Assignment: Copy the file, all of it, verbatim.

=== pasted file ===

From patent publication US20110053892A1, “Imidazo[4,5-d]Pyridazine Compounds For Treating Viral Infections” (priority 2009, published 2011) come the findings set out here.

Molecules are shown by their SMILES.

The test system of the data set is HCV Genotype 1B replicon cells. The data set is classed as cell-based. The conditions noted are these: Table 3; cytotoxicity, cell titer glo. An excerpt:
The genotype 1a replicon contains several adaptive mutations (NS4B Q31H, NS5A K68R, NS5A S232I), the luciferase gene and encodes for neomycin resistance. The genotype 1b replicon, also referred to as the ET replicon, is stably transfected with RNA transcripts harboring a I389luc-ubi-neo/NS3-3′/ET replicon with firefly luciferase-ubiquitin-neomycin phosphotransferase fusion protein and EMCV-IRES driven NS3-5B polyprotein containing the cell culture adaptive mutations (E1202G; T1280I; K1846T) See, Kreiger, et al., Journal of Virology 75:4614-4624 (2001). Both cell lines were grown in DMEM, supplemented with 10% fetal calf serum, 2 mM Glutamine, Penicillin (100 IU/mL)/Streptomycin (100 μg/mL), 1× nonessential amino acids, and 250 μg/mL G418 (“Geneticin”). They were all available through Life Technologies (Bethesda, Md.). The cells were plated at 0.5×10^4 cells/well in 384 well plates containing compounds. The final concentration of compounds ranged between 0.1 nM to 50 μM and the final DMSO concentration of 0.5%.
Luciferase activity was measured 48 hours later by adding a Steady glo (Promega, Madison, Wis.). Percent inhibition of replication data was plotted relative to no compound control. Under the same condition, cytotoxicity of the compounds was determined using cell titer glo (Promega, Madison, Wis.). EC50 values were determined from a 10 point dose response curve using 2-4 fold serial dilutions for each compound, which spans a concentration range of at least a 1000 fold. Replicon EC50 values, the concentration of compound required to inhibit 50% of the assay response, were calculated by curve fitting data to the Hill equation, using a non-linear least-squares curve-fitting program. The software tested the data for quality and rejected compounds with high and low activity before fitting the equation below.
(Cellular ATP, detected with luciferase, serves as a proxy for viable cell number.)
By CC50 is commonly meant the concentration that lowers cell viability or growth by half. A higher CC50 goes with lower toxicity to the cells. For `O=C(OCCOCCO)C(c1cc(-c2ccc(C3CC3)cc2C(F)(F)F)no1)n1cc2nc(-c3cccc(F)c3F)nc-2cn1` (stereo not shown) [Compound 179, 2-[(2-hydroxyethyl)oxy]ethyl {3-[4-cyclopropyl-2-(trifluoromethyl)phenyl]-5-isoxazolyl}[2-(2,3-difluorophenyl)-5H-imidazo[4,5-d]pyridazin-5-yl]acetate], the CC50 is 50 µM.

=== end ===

From patent publication US20110053892A1, “Imidazo[4,5-d]Pyridazine Compounds For Treating Viral Infections” (priority 2009, published 2011) come the findings set out here.

Molecules are shown by their SMILES.

The test system of the data set is HCV Genotype 1B replicon cells. The data set is classed as cell-based. The conditions noted are these: Table 3; cytotoxicity, cell titer glo. An excerpt:
The genotype 1a replicon contains several adaptive mutations (NS4B Q31H, NS5A K68R, NS5A S232I), the luciferase gene and encodes for neomycin resistance. The genotype 1b replicon, also referred to as the ET replicon, is stably transfected with RNA transcripts harboring a I389luc-ubi-neo/NS3-3′/ET replicon with firefly luciferase-ubiquitin-neomycin phosphotransferase fusion protein and EMCV-IRES driven NS3-5B polyprotein containing the cell culture adaptive mutations (E1202G; T1280I; K1846T) See, Kreiger, et al., Journal of Virology 75:4614-4624 (2001). Both cell lines were grown in DMEM, supplemented with 10% fetal calf serum, 2 mM Glutamine, Penicillin (100 IU/mL)/Streptomycin (100 μg/mL), 1× nonessential amino acids, and 250 μg/mL G418 (“Geneticin”). They were all available through Life Technologies (Bethesda, Md.). The cells were plated at 0.5×10^4 cells/well in 384 well plates containing compounds. The final concentration of compounds ranged between 0.1 nM to 50 μM and the final DMSO concentration of 0.5%.
Luciferase activity was measured 48 hours later by adding a Steady glo (Promega, Madison, Wis.). Percent inhibition of replication data was plotted relative to no compound control. Under the same condition, cytotoxicity of the compounds was determined using cell titer glo (Promega, Madison, Wis.). EC50 values were determined from a 10 point dose response curve using 2-4 fold serial dilutions for each compound, which spans a concentration range of at least a 1000 fold. Replicon EC50 values, the concentration of compound required to inhibit 50% of the assay response, were calculated by curve fitting data to the Hill equation, using a non-linear least-squares curve-fitting program. The software tested the data for quality and rejected compounds with high and low activity before fitting the equation below.
(Cellular ATP, detected with luciferase, serves as a proxy for viable cell number.)
By CC50 is commonly meant the concentration that lowers cell viability or growth by half. A higher CC50 goes with lower toxicity to the cells. For `O=C(OCCOCCO)C(c1cc(-c2ccc(C3CC3)cc2C(F)(F)F)no1)n1cc2nc(-c3cccc(F)c3F)nc-2cn1` (stereo not shown) [Compound 179, 2-[(2-hydroxyethyl)oxy]ethyl {3-[4-cyclopropyl-2-(trifluoromethyl)phenyl]-5-isoxazolyl}[2-(2,3-difluorophenyl)-5H-imidazo[4,5-d]pyridazin-5-yl]acetate], the CC50 is 50 µM.